Of Mice and Mind: Creating a simple EEG cursor-control application

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Photo courtesy of Oscar Ivan Esquivel Arteaga on Unsplash

Humankind exists in an era of information, and our first step into this era was the invention of the computer. Although seemingly complicated and inefficient upon its first generation, the computer has evolved from a bulky and inconvenient machine to an essential and accessible device found in almost every office, every home, and every pocket of the modern world. And with the integration of computers into the common household, interfaces were developed to guide the average person into being able to join the new era as a member of the digital world. The QWERTY keyboard, the computer mouse, and the touchscreen were all invented to allow people to transfer the movement of their hands into executable commands that control, manage, and operate the computer. These functions and devices have been made so essential for practical computer usage, that it has become almost impossible to operate a computer without them.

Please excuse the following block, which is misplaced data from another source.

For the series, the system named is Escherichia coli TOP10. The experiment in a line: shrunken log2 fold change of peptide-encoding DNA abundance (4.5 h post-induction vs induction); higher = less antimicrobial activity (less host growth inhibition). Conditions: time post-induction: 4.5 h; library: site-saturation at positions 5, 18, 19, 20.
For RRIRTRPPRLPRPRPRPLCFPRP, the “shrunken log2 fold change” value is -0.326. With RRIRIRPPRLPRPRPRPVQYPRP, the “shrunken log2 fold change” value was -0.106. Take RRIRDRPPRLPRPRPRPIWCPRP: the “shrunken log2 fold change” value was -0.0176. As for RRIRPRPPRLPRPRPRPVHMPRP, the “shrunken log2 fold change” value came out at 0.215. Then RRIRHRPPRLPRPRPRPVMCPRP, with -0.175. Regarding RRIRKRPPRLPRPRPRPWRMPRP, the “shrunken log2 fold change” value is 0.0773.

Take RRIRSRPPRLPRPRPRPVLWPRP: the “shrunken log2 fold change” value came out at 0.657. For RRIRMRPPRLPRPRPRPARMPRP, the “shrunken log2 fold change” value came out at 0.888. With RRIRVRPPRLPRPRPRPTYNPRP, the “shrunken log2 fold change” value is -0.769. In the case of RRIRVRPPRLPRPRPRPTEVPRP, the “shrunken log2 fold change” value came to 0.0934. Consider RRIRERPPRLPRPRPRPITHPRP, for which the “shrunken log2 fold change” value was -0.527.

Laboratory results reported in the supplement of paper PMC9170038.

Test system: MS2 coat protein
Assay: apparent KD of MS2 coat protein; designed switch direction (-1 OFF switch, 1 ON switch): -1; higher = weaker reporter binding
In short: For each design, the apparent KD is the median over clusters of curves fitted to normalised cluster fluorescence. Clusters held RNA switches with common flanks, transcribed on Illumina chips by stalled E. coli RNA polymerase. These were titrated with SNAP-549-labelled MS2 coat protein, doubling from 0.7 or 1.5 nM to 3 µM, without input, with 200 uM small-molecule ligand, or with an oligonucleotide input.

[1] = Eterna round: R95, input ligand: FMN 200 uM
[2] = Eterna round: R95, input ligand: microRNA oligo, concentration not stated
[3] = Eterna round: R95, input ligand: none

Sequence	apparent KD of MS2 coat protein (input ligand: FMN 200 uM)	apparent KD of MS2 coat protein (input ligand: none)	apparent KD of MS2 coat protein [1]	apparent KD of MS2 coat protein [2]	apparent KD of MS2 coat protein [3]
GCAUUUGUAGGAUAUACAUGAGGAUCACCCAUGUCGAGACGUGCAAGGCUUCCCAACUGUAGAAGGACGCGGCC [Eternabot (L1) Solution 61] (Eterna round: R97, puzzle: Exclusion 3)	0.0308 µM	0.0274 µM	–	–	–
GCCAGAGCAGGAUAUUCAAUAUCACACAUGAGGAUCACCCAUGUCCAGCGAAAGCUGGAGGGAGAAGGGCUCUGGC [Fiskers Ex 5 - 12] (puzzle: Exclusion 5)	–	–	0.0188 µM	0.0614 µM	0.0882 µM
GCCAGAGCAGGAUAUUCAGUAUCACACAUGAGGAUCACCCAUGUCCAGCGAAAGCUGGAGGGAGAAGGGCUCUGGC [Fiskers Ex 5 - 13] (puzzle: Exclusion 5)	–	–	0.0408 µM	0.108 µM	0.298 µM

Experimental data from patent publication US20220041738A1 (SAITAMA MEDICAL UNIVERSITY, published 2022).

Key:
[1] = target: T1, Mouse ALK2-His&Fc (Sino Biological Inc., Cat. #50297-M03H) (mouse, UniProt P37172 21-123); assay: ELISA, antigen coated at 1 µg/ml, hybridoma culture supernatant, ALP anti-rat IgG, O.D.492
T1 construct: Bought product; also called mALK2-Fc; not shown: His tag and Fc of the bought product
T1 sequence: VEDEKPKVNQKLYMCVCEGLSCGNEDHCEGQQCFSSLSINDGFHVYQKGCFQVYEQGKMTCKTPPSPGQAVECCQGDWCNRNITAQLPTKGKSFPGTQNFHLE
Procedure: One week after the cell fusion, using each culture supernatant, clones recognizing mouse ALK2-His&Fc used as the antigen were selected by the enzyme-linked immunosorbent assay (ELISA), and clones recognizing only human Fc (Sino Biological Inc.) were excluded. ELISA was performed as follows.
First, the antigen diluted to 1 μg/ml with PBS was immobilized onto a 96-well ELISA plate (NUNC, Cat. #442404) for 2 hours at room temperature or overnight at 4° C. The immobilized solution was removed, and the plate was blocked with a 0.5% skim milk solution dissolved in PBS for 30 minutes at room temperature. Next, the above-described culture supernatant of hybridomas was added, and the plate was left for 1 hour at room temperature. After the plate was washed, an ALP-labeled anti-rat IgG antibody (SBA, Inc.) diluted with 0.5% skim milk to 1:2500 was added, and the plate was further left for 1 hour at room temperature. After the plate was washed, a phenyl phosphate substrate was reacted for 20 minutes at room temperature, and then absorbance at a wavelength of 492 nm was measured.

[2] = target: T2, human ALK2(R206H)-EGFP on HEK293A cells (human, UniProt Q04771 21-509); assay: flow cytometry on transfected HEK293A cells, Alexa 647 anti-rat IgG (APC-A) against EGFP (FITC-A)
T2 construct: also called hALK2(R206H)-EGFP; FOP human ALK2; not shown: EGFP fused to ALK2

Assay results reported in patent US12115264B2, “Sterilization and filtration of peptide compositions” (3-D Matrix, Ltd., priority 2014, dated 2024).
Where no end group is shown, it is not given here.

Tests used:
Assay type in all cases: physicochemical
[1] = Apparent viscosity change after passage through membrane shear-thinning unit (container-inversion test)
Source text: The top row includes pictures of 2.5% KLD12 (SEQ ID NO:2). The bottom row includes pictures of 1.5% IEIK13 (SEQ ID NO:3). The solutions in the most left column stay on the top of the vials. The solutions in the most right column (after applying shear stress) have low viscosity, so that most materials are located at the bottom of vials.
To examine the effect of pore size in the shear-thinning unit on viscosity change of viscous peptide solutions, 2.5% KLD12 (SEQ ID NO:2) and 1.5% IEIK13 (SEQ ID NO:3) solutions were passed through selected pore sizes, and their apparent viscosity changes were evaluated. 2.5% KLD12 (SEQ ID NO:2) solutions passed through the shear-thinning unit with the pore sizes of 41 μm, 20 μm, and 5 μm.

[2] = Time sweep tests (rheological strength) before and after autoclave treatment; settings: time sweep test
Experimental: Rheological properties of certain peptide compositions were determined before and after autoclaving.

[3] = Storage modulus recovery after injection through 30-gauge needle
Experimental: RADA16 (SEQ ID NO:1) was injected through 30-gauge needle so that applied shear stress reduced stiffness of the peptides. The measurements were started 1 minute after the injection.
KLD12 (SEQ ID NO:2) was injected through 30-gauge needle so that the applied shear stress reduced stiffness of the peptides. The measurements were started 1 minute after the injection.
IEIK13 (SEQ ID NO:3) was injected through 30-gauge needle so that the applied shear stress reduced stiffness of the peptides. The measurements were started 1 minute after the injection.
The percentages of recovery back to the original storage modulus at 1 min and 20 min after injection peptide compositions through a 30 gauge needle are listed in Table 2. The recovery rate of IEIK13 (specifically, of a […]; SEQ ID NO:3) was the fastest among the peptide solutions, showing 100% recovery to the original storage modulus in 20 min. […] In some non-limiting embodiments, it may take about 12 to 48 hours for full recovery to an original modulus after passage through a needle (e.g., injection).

Unfortunately, for a large demographic of people, these functions are not made available to them. In the United States of America, which is one of the largest consumers of computer products, nearly 5.4 million individuals have some form of paralysis as of 2013. Paralysis is the condition in which the subject experiences a loss of muscle function or the loss of the ability to move their muscles at will. The patient may have had experienced trauma or stroke that affected the nervous system, thus rendering the communication between the neurons and motor stimulation as faulty. Keyboards, mice, and touchscreens all work off of the assumption that the user is capable of performing basic motor skills, which many paralyzed people lack. Without the use of their hands, paralysis patients must either resort to using other forms of motor controls or, for the more severe cases, use a direct interface system between the brain and the computer. As paralysis may be unpredictable and the subject is often unable to perform any significant motion, the latter option is being explored by neurologists as a potential strategy to implement computers to those suffering from paralysis. Such is the idea of Brain-Computer Interfaces or BCIs.